Q. Was it challenging to take on the point of view of a young African American woman in the early twentieth century, or did you find that Rachel DuPree's voice came naturally to you?
It was a challenge. I had to step back in time to see the world as people did in 1917. I had to shake off modern ideas about marriage, child rearing, race, and prejudice. I had to learn about 1917 black culture and experiences.
When I started the rough draft, there was one thing I knew for certain about Rachel DuPree. She had dignity. As I worked through each draft, Rachel's voice appeared. Isaac was also difficult, and in the early drafts I didn't feel comfortable with him. Mrs. Fills the Pipe and her daughter, Inez, were other challenges. Native Americans have often been misrepresented in literature as stereotypes. I did not want to do that to these characters.
I wasn't in a rush while writing this novel and that allowed the voices to come to me.
Q. In some ways this is a narrow slice of history, yet the themes you explore are universal. Do you see this book as belonging to a particular literary tradition?
I see the book as literary historical fiction. The themes of commitment, ambition, sacrifice, and prejudice are layered throughout the story. The norms and values of 1917 shape the characters' beliefs and responses, and historical figures, such as Paul Laurence Dunbar and Ida B. Wells–Barnett, impact the characters.
Q. By the standards of her time and social class, Rachel DuPree is a very independent–minded woman. Do you consider her a feminist?
I don't see Rachel DuPree as a feminist but rather as a woman who understands the norms of her era and works around them. She rarely challenges Isaac's opinions, she doesn't have money of her own, and she's tied to the cookstove and to child–rearing duties. Her defiance of Isaac is indirect. She keeps things to herself and makes her own decisions. During my research, I read diaries written by women. The ability to work around their husbands was a common theme.
Q. Isaac DuPree is a fascinating figure—for all of his blind ambition and callousness he is still charming and, at times, affectionate. How did his character evolve over the course of writing the book?
I'm quite fond of Isaac, although I had to write many drafts before I understood his character. Initially, he kept disappearing off the page because I wasn't sure what to do with him. When I eventually realized he was shaped by his military training and that he was desperate to prove his worth, his character grew. Isaac became a man of his times. He does not discuss feelings or worry about the happiness of his children. He became a man of the West. He is willing to make any sacrifice to keep his land.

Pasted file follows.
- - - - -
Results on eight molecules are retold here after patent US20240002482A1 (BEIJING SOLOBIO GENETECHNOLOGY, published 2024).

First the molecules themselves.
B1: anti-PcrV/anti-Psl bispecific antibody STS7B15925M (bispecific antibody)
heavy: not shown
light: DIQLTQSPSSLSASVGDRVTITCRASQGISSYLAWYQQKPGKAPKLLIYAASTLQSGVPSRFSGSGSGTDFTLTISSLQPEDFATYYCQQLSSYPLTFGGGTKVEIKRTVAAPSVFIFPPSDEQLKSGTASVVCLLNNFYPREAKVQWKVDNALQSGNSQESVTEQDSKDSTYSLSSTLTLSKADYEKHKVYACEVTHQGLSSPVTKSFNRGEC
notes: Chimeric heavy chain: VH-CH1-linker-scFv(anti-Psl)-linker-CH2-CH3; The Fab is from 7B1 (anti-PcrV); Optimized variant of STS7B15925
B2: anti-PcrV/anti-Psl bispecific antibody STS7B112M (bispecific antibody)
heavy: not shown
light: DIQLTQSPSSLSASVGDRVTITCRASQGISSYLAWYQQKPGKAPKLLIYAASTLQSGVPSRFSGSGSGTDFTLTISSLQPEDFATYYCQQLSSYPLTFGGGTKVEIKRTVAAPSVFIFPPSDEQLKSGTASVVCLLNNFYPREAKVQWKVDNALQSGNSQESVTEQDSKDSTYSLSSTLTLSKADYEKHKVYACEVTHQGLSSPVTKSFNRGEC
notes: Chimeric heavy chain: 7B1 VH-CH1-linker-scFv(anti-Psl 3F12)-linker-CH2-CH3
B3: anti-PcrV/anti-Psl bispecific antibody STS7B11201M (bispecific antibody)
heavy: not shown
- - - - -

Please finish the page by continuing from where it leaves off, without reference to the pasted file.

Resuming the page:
Q. You've been a teacher and a social worker. How did these experiences prepare you to be a novelist? How did you decide to pursue writing as a career?
As a social worker and as a teacher, I learned to listen to what was said and what wasn't. My background in sociology pushed me to think about my characters as people of their times. It's natural to include references to literature, to music, and to popular culture. People don't live in vacuums and nor should characters. Rachel and Isaac are influenced by newspaper headlines as well as by events from the past.
Social class and prejudice are themes I especially like, although it is nerve–racking to write about them. The revelation of ugly prejudices in plain language is not comfortable. I had to remind myself that in 1917 a white woman would call Isaac "boy." I had to remember that in 1917 many people had negative opinions about Native Americans. Rachel and Isaac were not exceptions. I had to write about Native Americans as my characters saw them.
I decided to write a novel simply to see if I could. I didn't think about publication. Rather, I focused on the personal challenge of writing a beginning, a middle, and an end. After a few years of this, my thoughts shifted and I wanted to write the best book I was capable of writing. Eventually, I decided to see if publication was a possibility.
Q. For a first novel, The Personal History of Rachel DuPree is extremely ambitious. What do you look for in a novel subject, and what's next for you?
I enjoy stepping out of my own world and into the past. I'm interested in social class and power struggles. I'm currently working on a novel that takes place in 1900 in Galveston, Texas. The story revolves around a college–educated woman who marries a dairy farmer. The story begins two months before the 1900 storm, the historical hurricane that killed more than six thousand people.